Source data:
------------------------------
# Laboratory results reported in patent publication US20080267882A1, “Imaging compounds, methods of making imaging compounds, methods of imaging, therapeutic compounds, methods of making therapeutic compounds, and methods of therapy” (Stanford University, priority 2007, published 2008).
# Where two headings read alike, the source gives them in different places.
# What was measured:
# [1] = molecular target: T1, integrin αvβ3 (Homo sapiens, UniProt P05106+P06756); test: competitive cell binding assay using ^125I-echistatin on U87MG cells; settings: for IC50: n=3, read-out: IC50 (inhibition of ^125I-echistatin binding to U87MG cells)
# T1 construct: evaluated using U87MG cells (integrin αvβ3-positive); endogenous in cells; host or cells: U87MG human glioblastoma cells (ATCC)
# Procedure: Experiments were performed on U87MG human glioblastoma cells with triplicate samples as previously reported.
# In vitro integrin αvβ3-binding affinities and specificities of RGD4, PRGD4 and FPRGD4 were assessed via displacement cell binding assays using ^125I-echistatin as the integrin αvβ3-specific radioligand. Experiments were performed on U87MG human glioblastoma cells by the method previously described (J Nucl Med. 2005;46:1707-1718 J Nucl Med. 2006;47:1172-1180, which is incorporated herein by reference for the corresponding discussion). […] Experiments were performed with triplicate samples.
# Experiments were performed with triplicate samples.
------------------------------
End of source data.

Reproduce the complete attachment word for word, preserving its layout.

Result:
# Laboratory results reported in patent publication US20080267882A1, “Imaging compounds, methods of making imaging compounds, methods of imaging, therapeutic compounds, methods of making therapeutic compounds, and methods of therapy” (Stanford University, priority 2007, published 2008).
# Where two headings read alike, the source gives them in different places.
# What was measured:
# [1] = molecular target: T1, integrin αvβ3 (Homo sapiens, UniProt P05106+P06756); test: competitive cell binding assay using ^125I-echistatin on U87MG cells; settings: for IC50: n=3, read-out: IC50 (inhibition of ^125I-echistatin binding to U87MG cells)
# T1 construct: evaluated using U87MG cells (integrin αvβ3-positive); endogenous in cells; host or cells: U87MG human glioblastoma cells (ATCC)
# Procedure: Experiments were performed on U87MG human glioblastoma cells with triplicate samples as previously reported.
# In vitro integrin αvβ3-binding affinities and specificities of RGD4, PRGD4 and FPRGD4 were assessed via displacement cell binding assays using ^125I-echistatin as the integrin αvβ3-specific radioligand. Experiments were performed on U87MG human glioblastoma cells by the method previously described (J Nucl Med. 2005;46:1707-1718 J Nucl Med. 2006;47:1172-1180, which is incorporated herein by reference for the corresponding discussion). […] Experiments were performed with triplicate samples.
# Experiments were performed with triplicate samples.